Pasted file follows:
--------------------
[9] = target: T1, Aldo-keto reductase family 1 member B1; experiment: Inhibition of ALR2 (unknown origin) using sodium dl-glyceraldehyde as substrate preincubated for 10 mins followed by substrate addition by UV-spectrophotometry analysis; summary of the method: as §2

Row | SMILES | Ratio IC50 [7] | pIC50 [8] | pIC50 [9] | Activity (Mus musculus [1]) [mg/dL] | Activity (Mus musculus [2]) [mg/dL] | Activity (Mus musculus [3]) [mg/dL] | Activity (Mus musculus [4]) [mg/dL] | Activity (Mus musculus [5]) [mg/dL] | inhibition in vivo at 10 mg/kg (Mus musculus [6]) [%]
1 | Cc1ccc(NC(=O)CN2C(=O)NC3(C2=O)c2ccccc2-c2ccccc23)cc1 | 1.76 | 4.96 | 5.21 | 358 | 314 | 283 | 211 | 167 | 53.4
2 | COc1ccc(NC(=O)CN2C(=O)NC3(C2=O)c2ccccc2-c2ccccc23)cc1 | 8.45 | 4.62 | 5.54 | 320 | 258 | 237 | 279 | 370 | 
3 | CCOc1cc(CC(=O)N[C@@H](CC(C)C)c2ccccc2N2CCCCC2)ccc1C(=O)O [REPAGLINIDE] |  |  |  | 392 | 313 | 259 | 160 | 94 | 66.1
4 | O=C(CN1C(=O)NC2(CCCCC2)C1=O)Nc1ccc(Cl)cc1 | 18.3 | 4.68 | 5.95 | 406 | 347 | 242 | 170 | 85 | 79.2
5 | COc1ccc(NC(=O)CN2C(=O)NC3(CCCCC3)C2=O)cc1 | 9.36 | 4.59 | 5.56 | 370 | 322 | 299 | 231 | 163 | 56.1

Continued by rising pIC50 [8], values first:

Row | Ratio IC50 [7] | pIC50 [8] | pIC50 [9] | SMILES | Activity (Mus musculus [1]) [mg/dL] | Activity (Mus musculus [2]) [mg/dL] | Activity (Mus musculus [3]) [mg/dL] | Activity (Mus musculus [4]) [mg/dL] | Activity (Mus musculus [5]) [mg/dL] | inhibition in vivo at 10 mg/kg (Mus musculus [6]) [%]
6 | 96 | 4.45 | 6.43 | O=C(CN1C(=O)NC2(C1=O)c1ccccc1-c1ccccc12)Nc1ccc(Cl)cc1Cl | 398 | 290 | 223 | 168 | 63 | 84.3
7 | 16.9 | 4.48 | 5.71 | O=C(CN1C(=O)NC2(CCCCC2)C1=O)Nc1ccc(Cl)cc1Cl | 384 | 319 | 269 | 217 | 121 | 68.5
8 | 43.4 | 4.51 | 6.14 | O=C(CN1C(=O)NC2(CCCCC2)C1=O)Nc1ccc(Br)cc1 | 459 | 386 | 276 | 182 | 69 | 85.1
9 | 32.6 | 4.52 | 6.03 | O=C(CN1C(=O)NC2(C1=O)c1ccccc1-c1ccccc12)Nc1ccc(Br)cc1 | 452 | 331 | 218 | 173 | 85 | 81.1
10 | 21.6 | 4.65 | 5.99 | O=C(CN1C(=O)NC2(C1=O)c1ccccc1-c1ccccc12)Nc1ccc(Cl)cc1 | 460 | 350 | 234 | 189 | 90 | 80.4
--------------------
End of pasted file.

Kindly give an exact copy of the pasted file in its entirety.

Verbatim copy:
[9] = target: T1, Aldo-keto reductase family 1 member B1; experiment: Inhibition of ALR2 (unknown origin) using sodium dl-glyceraldehyde as substrate preincubated for 10 mins followed by substrate addition by UV-spectrophotometry analysis; summary of the method: as §2

Row | SMILES | Ratio IC50 [7] | pIC50 [8] | pIC50 [9] | Activity (Mus musculus [1]) [mg/dL] | Activity (Mus musculus [2]) [mg/dL] | Activity (Mus musculus [3]) [mg/dL] | Activity (Mus musculus [4]) [mg/dL] | Activity (Mus musculus [5]) [mg/dL] | inhibition in vivo at 10 mg/kg (Mus musculus [6]) [%]
1 | Cc1ccc(NC(=O)CN2C(=O)NC3(C2=O)c2ccccc2-c2ccccc23)cc1 | 1.76 | 4.96 | 5.21 | 358 | 314 | 283 | 211 | 167 | 53.4
2 | COc1ccc(NC(=O)CN2C(=O)NC3(C2=O)c2ccccc2-c2ccccc23)cc1 | 8.45 | 4.62 | 5.54 | 320 | 258 | 237 | 279 | 370 | 
3 | CCOc1cc(CC(=O)N[C@@H](CC(C)C)c2ccccc2N2CCCCC2)ccc1C(=O)O [REPAGLINIDE] |  |  |  | 392 | 313 | 259 | 160 | 94 | 66.1
4 | O=C(CN1C(=O)NC2(CCCCC2)C1=O)Nc1ccc(Cl)cc1 | 18.3 | 4.68 | 5.95 | 406 | 347 | 242 | 170 | 85 | 79.2
5 | COc1ccc(NC(=O)CN2C(=O)NC3(CCCCC3)C2=O)cc1 | 9.36 | 4.59 | 5.56 | 370 | 322 | 299 | 231 | 163 | 56.1

Continued by rising pIC50 [8], values first:

Row | Ratio IC50 [7] | pIC50 [8] | pIC50 [9] | SMILES | Activity (Mus musculus [1]) [mg/dL] | Activity (Mus musculus [2]) [mg/dL] | Activity (Mus musculus [3]) [mg/dL] | Activity (Mus musculus [4]) [mg/dL] | Activity (Mus musculus [5]) [mg/dL] | inhibition in vivo at 10 mg/kg (Mus musculus [6]) [%]
6 | 96 | 4.45 | 6.43 | O=C(CN1C(=O)NC2(C1=O)c1ccccc1-c1ccccc12)Nc1ccc(Cl)cc1Cl | 398 | 290 | 223 | 168 | 63 | 84.3
7 | 16.9 | 4.48 | 5.71 | O=C(CN1C(=O)NC2(CCCCC2)C1=O)Nc1ccc(Cl)cc1Cl | 384 | 319 | 269 | 217 | 121 | 68.5
8 | 43.4 | 4.51 | 6.14 | O=C(CN1C(=O)NC2(CCCCC2)C1=O)Nc1ccc(Br)cc1 | 459 | 386 | 276 | 182 | 69 | 85.1
9 | 32.6 | 4.52 | 6.03 | O=C(CN1C(=O)NC2(C1=O)c1ccccc1-c1ccccc12)Nc1ccc(Br)cc1 | 452 | 331 | 218 | 173 | 85 | 81.1
10 | 21.6 | 4.65 | 5.99 | O=C(CN1C(=O)NC2(C1=O)c1ccccc1-c1ccccc12)Nc1ccc(Cl)cc1 | 460 | 350 | 234 | 189 | 90 | 80.4